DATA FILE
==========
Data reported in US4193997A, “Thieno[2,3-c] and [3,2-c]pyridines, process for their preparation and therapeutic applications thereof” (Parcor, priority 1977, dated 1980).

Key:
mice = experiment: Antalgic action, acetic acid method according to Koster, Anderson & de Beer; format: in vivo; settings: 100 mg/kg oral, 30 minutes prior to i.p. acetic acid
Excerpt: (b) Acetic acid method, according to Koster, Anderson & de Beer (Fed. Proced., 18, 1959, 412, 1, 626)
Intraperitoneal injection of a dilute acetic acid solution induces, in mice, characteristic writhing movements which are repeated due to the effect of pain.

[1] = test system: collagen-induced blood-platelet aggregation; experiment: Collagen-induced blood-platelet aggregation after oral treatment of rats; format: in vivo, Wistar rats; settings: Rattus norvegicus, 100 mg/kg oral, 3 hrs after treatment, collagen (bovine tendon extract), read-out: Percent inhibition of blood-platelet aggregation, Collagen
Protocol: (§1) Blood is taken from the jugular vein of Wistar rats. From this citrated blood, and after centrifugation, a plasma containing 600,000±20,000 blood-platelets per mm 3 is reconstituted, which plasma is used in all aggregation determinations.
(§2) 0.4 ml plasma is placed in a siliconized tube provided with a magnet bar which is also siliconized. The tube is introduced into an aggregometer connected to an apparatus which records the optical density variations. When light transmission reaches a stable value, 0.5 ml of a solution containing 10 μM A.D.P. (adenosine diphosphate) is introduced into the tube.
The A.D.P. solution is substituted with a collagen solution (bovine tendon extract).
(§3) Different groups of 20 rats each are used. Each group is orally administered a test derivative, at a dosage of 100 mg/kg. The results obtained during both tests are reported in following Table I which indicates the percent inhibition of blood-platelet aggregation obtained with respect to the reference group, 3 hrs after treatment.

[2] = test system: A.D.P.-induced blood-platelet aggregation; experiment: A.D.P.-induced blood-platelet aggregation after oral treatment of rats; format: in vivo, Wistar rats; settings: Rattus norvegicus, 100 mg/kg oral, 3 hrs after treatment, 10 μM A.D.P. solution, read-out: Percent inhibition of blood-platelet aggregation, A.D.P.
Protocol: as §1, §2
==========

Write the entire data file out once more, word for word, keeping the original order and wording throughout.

Data reported in US4193997A, “Thieno[2,3-c] and [3,2-c]pyridines, process for their preparation and therapeutic applications thereof” (Parcor, priority 1977, dated 1980).

Key:
mice = experiment: Antalgic action, acetic acid method according to Koster, Anderson & de Beer; format: in vivo; settings: 100 mg/kg oral, 30 minutes prior to i.p. acetic acid
Excerpt: (b) Acetic acid method, according to Koster, Anderson & de Beer (Fed. Proced., 18, 1959, 412, 1, 626)
Intraperitoneal injection of a dilute acetic acid solution induces, in mice, characteristic writhing movements which are repeated due to the effect of pain.

[1] = test system: collagen-induced blood-platelet aggregation; experiment: Collagen-induced blood-platelet aggregation after oral treatment of rats; format: in vivo, Wistar rats; settings: Rattus norvegicus, 100 mg/kg oral, 3 hrs after treatment, collagen (bovine tendon extract), read-out: Percent inhibition of blood-platelet aggregation, Collagen
Protocol: (§1) Blood is taken from the jugular vein of Wistar rats. From this citrated blood, and after centrifugation, a plasma containing 600,000±20,000 blood-platelets per mm 3 is reconstituted, which plasma is used in all aggregation determinations.
(§2) 0.4 ml plasma is placed in a siliconized tube provided with a magnet bar which is also siliconized. The tube is introduced into an aggregometer connected to an apparatus which records the optical density variations. When light transmission reaches a stable value, 0.5 ml of a solution containing 10 μM A.D.P. (adenosine diphosphate) is introduced into the tube.
The A.D.P. solution is substituted with a collagen solution (bovine tendon extract).
(§3) Different groups of 20 rats each are used. Each group is orally administered a test derivative, at a dosage of 100 mg/kg. The results obtained during both tests are reported in following Table I which indicates the percent inhibition of blood-platelet aggregation obtained with respect to the reference group, 3 hrs after treatment.

[2] = test system: A.D.P.-induced blood-platelet aggregation; experiment: A.D.P.-induced blood-platelet aggregation after oral treatment of rats; format: in vivo, Wistar rats; settings: Rattus norvegicus, 100 mg/kg oral, 3 hrs after treatment, 10 μM A.D.P. solution, read-out: Percent inhibition of blood-platelet aggregation, A.D.P.
Protocol: as §1, §2